M3GAN is a well written, by the numbers sci-fi horror affair, starting from the cold open (reminiscent of THE DESCENT) up to its climax. And this is where I think screenwriter Akela Cooper (MALIGNANT) is at her best, she sows the foreshadowing seeds, all of which pay off in the third act. Cooper’s sly humor is evident, as shown within the script’s intentional black comedy spread throughout the film. She spreads the deck of potential victims, and not everyone introduced gets put through the meat grinder, which helps lend to the suspense. Students of fiction and screen writing should start studying Cooper’s work. She knows her job and executes it like a surgeon. She showed how much she can think outside of the box in MALIGNANT. Here? She plays INSIDE the box to tell a story that needs to be understood by its targeted audience: young women. At times the story plays on how a preteen girl would react if she were as strong and powerful as the titular robot. I imagine many a young girl has fantasized tugging on the ear of a bullying older teenager to make them stop misbehaving. 

This is where much of the film’s satire comes into play. The movie doesn’t breach new ground within the sandbox Cooper has created. What it does, instead, is poke a bit of fun at the killer robot genre. Often the dialogue seems silly. And it is meant to be, right down to the sitcom of a visit from Child Services. I’m certain many middle school teachers over the next few weeks will have this movie quoted to them by students. It’s chock full of one liners, many of which we’ve already heard in trailers (“Hi, I’m Megan!”). I’m also positive there will be many a M3GAN trick-r-treating come Halloween.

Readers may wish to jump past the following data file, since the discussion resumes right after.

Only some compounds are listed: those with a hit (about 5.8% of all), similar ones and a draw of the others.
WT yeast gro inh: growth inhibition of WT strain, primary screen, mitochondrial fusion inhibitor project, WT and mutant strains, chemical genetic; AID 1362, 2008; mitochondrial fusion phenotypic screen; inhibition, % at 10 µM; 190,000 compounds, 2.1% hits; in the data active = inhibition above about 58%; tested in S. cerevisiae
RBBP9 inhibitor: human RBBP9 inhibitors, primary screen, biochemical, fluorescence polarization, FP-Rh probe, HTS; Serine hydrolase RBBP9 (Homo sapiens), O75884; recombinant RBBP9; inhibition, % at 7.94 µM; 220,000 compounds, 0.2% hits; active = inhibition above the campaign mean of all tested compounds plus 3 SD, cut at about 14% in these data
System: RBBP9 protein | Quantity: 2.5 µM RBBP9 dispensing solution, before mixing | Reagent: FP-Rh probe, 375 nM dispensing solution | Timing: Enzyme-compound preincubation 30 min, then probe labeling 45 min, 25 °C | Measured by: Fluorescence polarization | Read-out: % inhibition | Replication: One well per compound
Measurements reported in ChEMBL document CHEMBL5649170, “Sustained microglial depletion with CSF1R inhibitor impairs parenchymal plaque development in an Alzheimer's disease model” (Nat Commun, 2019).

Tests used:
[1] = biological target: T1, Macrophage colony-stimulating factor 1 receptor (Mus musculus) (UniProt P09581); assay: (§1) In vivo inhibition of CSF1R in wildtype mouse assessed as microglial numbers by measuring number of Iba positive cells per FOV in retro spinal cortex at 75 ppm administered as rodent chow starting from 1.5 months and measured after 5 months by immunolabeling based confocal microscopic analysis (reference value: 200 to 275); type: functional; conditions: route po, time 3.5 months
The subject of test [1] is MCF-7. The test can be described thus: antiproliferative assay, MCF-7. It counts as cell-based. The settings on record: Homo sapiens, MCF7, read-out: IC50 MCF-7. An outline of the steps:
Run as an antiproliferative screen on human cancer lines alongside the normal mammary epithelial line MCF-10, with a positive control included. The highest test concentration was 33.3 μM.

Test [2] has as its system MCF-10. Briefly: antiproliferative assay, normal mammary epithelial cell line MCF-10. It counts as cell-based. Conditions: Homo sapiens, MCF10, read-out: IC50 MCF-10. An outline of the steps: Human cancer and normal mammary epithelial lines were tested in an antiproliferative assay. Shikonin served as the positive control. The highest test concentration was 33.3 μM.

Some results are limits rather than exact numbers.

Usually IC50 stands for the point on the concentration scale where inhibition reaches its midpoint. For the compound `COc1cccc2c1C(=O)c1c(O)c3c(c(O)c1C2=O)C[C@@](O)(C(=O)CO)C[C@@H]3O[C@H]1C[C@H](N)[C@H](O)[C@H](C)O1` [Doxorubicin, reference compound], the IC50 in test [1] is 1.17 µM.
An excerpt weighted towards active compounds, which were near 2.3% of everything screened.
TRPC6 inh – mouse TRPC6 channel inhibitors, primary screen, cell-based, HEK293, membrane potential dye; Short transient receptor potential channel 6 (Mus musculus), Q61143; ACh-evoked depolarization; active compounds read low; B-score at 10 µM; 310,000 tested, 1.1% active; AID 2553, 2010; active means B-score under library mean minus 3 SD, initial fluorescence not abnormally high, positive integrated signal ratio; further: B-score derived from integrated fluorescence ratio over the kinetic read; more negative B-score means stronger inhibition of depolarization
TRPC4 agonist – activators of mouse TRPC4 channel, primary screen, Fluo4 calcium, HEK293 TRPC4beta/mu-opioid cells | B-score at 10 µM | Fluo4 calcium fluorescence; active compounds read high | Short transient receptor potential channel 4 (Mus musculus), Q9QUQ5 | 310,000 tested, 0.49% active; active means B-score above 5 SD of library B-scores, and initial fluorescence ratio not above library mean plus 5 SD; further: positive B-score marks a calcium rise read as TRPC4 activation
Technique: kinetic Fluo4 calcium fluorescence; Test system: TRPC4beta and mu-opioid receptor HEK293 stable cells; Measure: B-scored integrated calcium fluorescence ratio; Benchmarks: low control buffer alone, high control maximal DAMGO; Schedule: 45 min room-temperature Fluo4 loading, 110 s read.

But much of the horror creepiness on the screen is a result of the uncanny valley effect M3GAN creates. Yes, you want to laugh when you see her chasing Ronnie Chieng’s David (basically playing a wink to producer James Wan) down a hallway, but you can’t laugh because it’s downright terrifying. Our antagonist is mostly practical effects, and the robot’s cold, emotionless silicone face reminds me of Papa from Ghost in his mask. Amie Donald plays M3GAN’s body, but her voice is provided by Jenna Davis. She serves us M3GAN’s dialogue with the cold delivery of a TikTok voice over. And it’s that voice that reminds me of a feminine HAL2000 from 2001: A SPACE ODYSSEY. Gives me shivers thinking about it. 

One part WESTWORLD and one part CHILD’S PLAY, with M3GAN, Blumhouse has proven themselves as the premiere horror studio, creating yet another horror icon for the 21st Century. And this one isn’t a clown, or a nun, or a fucking shiny vampire. It’s a good, old fashioned doll. It’s always the fucking dolls, isn’t it? Just sitting in the corner, staring…  or is she waiting for you to activate her by saying “Hey, Alexa”

“I’m afraid I can’t do that, Tom…”